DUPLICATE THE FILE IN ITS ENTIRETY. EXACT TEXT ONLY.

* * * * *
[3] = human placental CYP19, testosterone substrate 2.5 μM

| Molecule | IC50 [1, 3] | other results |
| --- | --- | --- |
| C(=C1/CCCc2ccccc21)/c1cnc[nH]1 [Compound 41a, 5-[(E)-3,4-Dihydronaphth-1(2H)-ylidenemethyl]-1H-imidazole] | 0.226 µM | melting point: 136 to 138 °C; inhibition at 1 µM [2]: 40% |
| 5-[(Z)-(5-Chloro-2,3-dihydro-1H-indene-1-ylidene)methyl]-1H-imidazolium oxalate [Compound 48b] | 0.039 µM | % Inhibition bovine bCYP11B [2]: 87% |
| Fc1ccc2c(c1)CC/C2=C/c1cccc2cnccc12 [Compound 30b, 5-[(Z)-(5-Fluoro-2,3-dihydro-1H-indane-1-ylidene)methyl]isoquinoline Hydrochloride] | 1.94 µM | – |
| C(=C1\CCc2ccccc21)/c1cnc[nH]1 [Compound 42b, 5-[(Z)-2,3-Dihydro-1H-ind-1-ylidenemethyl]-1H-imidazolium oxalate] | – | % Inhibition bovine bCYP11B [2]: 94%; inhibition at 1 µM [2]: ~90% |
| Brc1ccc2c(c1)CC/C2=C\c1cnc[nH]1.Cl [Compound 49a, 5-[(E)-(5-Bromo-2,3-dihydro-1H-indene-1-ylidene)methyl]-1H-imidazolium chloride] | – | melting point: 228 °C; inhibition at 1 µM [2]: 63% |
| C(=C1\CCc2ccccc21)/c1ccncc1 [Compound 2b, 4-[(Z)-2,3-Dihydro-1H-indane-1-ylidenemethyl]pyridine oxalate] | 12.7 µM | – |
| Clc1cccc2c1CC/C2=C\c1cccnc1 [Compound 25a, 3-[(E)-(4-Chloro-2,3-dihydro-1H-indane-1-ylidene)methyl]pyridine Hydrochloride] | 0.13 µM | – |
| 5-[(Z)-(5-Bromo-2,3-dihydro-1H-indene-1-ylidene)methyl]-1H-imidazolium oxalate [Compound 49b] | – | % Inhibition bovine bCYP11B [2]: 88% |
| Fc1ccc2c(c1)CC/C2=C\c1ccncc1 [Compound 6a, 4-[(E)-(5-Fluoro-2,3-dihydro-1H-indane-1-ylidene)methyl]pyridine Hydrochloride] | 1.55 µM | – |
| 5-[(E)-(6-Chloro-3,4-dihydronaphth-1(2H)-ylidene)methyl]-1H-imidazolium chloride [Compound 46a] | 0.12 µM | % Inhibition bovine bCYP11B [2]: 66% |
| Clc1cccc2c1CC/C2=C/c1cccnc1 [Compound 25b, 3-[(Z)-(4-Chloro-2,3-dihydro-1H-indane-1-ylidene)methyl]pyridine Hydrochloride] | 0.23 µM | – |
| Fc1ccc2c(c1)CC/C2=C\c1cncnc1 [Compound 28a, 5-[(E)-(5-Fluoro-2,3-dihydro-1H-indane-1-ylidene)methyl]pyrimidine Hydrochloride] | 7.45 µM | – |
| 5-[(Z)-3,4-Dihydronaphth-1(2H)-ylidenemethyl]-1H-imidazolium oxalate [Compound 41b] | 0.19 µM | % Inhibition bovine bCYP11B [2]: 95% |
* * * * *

[3] = human placental CYP19, testosterone substrate 2.5 μM

| Molecule | IC50 [1, 3] | other results |
| --- | --- | --- |
| C(=C1/CCCc2ccccc21)/c1cnc[nH]1 [Compound 41a, 5-[(E)-3,4-Dihydronaphth-1(2H)-ylidenemethyl]-1H-imidazole] | 0.226 µM | melting point: 136 to 138 °C; inhibition at 1 µM [2]: 40% |
| 5-[(Z)-(5-Chloro-2,3-dihydro-1H-indene-1-ylidene)methyl]-1H-imidazolium oxalate [Compound 48b] | 0.039 µM | % Inhibition bovine bCYP11B [2]: 87% |
| Fc1ccc2c(c1)CC/C2=C/c1cccc2cnccc12 [Compound 30b, 5-[(Z)-(5-Fluoro-2,3-dihydro-1H-indane-1-ylidene)methyl]isoquinoline Hydrochloride] | 1.94 µM | – |
| C(=C1\CCc2ccccc21)/c1cnc[nH]1 [Compound 42b, 5-[(Z)-2,3-Dihydro-1H-ind-1-ylidenemethyl]-1H-imidazolium oxalate] | – | % Inhibition bovine bCYP11B [2]: 94%; inhibition at 1 µM [2]: ~90% |
| Brc1ccc2c(c1)CC/C2=C\c1cnc[nH]1.Cl [Compound 49a, 5-[(E)-(5-Bromo-2,3-dihydro-1H-indene-1-ylidene)methyl]-1H-imidazolium chloride] | – | melting point: 228 °C; inhibition at 1 µM [2]: 63% |
| C(=C1\CCc2ccccc21)/c1ccncc1 [Compound 2b, 4-[(Z)-2,3-Dihydro-1H-indane-1-ylidenemethyl]pyridine oxalate] | 12.7 µM | – |
| Clc1cccc2c1CC/C2=C\c1cccnc1 [Compound 25a, 3-[(E)-(4-Chloro-2,3-dihydro-1H-indane-1-ylidene)methyl]pyridine Hydrochloride] | 0.13 µM | – |
| 5-[(Z)-(5-Bromo-2,3-dihydro-1H-indene-1-ylidene)methyl]-1H-imidazolium oxalate [Compound 49b] | – | % Inhibition bovine bCYP11B [2]: 88% |
| Fc1ccc2c(c1)CC/C2=C\c1ccncc1 [Compound 6a, 4-[(E)-(5-Fluoro-2,3-dihydro-1H-indane-1-ylidene)methyl]pyridine Hydrochloride] | 1.55 µM | – |
| 5-[(E)-(6-Chloro-3,4-dihydronaphth-1(2H)-ylidene)methyl]-1H-imidazolium chloride [Compound 46a] | 0.12 µM | % Inhibition bovine bCYP11B [2]: 66% |
| Clc1cccc2c1CC/C2=C/c1cccnc1 [Compound 25b, 3-[(Z)-(4-Chloro-2,3-dihydro-1H-indane-1-ylidene)methyl]pyridine Hydrochloride] | 0.23 µM | – |
| Fc1ccc2c(c1)CC/C2=C\c1cncnc1 [Compound 28a, 5-[(E)-(5-Fluoro-2,3-dihydro-1H-indane-1-ylidene)methyl]pyrimidine Hydrochloride] | 7.45 µM | – |
| 5-[(Z)-3,4-Dihydronaphth-1(2H)-ylidenemethyl]-1H-imidazolium oxalate [Compound 41b] | 0.19 µM | % Inhibition bovine bCYP11B [2]: 95% |